The PM needs to invest more than a moment to boost visibility of this decision and the related consultation on a national action plan announced last week. The announcement has received attention in social media, on some government websites and in Delimiter, Crikey, The Mandarin and Eureka Street but Fairfax, News and other mainstream media are yet to find a story in this.
The Department gave itself until 11 December to spread awareness during the first of four stages in the development of a national action plan. If that timetable sticks, there's a need to get a wriggle on and get the boss on the job as well.
I do believe that there are basic values that we all share. And one of those values is that countries work best when everybody has a voice that can be respected, and that the press is able to report on what is happening in current affairs, and people can organize politically peacefully to try to bring about change, and that there’s transparency and accountability. And when you look at which countries have done best in terms of development, typically over time, those countries that have some accountability and some measure of personal freedom tend to do better. And those countries that don’t, have more problems
So whenever I meet in international forums, like APEC or AEAN, or whenever I meet with individual leaders, I try to encourage them to move more in the direction of transparency, accountability, to empower people so that they can participate in civil life. And I always want to be honest with people whenever I talk to folks, that that doesn’t mean that we don’t do business with countries sometimes just because we have shared security interests or economic interests. I have to meet with President Xi of China, even though I may not agree with the approach of his government towards human rights, because China is such a big country — and on something like climate change, if we don’t cooperate, then we won’t solve the problem.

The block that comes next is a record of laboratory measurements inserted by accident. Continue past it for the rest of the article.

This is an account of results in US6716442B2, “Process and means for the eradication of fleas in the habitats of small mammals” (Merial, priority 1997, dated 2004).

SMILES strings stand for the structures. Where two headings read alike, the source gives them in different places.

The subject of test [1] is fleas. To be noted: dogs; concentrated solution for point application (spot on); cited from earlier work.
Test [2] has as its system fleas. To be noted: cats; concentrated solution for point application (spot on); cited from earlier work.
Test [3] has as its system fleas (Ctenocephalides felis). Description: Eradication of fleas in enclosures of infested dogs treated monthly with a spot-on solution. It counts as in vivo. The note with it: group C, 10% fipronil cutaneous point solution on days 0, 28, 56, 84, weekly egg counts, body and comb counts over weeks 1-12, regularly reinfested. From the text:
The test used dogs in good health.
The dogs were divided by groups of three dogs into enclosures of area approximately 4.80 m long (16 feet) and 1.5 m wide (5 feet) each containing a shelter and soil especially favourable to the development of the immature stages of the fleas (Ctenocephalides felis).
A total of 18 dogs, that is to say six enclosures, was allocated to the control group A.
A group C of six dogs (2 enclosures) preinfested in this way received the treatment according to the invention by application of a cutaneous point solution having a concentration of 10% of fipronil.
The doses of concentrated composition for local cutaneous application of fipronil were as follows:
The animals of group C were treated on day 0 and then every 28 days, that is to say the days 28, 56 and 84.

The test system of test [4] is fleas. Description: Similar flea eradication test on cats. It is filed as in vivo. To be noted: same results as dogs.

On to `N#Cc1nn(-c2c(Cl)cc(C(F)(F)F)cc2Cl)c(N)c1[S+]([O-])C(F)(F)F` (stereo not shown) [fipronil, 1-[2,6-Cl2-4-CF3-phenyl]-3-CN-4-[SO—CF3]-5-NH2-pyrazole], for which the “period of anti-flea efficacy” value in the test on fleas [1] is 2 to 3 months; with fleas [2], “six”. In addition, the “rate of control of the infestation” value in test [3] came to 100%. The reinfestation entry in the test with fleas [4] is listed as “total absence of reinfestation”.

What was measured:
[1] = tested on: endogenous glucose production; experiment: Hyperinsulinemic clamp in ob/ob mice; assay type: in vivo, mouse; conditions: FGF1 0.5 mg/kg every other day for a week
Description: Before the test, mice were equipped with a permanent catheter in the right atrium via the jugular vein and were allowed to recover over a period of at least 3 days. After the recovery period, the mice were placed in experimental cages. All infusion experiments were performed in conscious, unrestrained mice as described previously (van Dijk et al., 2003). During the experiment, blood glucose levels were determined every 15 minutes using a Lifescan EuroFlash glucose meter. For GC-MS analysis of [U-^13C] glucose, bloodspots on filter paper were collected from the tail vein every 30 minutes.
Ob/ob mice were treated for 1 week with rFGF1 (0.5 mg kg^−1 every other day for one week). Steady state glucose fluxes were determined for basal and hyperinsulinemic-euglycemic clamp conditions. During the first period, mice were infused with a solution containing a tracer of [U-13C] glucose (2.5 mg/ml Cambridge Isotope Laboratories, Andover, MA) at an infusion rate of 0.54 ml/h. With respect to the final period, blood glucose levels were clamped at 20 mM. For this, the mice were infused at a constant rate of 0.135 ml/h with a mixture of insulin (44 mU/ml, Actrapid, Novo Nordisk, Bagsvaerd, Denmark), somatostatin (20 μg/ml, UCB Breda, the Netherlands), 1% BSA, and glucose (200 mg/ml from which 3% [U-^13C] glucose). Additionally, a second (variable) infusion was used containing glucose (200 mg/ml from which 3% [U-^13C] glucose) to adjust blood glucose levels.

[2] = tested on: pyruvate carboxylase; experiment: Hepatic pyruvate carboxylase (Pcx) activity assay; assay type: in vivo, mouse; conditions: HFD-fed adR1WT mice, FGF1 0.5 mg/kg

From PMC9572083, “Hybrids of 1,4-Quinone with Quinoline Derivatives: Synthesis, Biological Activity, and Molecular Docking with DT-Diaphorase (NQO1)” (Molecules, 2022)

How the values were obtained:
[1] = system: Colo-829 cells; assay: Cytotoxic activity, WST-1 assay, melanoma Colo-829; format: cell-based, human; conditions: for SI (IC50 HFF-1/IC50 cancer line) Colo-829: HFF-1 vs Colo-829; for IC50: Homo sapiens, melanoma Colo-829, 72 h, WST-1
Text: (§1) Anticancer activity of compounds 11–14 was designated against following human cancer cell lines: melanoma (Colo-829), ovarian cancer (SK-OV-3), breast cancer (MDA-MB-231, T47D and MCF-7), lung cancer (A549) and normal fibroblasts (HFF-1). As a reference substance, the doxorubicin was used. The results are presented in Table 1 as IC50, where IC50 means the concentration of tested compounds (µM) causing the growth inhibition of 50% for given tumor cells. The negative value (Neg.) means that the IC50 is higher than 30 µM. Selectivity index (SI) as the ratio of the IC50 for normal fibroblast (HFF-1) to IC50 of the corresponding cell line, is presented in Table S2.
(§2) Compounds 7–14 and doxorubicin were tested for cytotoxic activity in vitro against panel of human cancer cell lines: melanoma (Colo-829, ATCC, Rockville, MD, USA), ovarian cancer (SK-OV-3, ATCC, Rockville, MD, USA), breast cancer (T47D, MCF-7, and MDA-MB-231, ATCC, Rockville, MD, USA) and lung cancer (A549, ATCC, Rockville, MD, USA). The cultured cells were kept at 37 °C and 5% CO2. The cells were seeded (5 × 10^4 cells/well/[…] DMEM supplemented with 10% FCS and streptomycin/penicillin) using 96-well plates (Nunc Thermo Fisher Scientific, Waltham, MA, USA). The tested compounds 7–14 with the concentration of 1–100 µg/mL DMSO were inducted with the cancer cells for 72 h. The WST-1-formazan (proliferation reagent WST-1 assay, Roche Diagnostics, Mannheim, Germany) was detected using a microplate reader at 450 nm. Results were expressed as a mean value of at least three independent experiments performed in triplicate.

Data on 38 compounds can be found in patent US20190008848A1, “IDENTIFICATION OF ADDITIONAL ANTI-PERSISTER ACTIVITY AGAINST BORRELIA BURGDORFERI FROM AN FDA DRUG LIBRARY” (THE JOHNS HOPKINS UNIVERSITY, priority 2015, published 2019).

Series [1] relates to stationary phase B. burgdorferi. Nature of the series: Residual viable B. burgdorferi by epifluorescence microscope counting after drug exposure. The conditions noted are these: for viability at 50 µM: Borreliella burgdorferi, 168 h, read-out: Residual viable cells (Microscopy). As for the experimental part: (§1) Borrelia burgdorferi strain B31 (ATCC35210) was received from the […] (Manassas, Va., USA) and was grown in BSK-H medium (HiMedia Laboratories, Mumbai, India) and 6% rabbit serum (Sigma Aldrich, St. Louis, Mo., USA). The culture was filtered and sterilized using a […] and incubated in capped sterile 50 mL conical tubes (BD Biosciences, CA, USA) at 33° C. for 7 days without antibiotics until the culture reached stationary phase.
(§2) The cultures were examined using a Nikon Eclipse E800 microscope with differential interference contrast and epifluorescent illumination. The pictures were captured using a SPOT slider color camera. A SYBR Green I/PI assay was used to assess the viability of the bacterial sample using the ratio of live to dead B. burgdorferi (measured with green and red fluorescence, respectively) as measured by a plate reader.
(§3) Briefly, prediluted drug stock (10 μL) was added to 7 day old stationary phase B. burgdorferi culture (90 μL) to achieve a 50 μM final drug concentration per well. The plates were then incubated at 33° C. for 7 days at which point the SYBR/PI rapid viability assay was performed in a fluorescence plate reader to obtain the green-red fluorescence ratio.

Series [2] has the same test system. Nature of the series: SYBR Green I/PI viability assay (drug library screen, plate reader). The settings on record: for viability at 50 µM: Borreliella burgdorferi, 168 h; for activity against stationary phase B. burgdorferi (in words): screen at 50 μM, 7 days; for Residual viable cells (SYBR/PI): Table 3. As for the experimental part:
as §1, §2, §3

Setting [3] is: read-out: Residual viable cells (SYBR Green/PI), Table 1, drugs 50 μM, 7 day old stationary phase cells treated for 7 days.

There are occasions everywhere in the world where I will meet, and the United States has a relationship and cooperates with a country, even though their human rights record may not be good. But I want to assure you that in all of those meetings, we always raise these issues. And part of what we’re trying to do also is to create international support for these issues.
So one of the things that I did at the U.N., for example, was something call the Open Government Partnership. And the idea behind the Open Government Partnership is that every country each year makes a pledge for what they’re going to do to make themselves more accountable, more open, more transparent, to root out corruption. And not everybody starts out at the same place. But just by encouraging people to put out plans, even if they don’t always meet the plans right away, it raises the standards and the sights of people, and encourages people to aspire to improvements.
It’s just like democracy. When we were hearing about Myanmar, and they talked about Indonesia as an example — well, Indonesia, when I was living there as a child, was not a democracy. It was basically you had President Suharto and you had the military, and there weren’t elections every few years. And it didn’t happen right away; the transition took some time. But as long as we keep on encouraging that kind of change, I think we really can make a difference.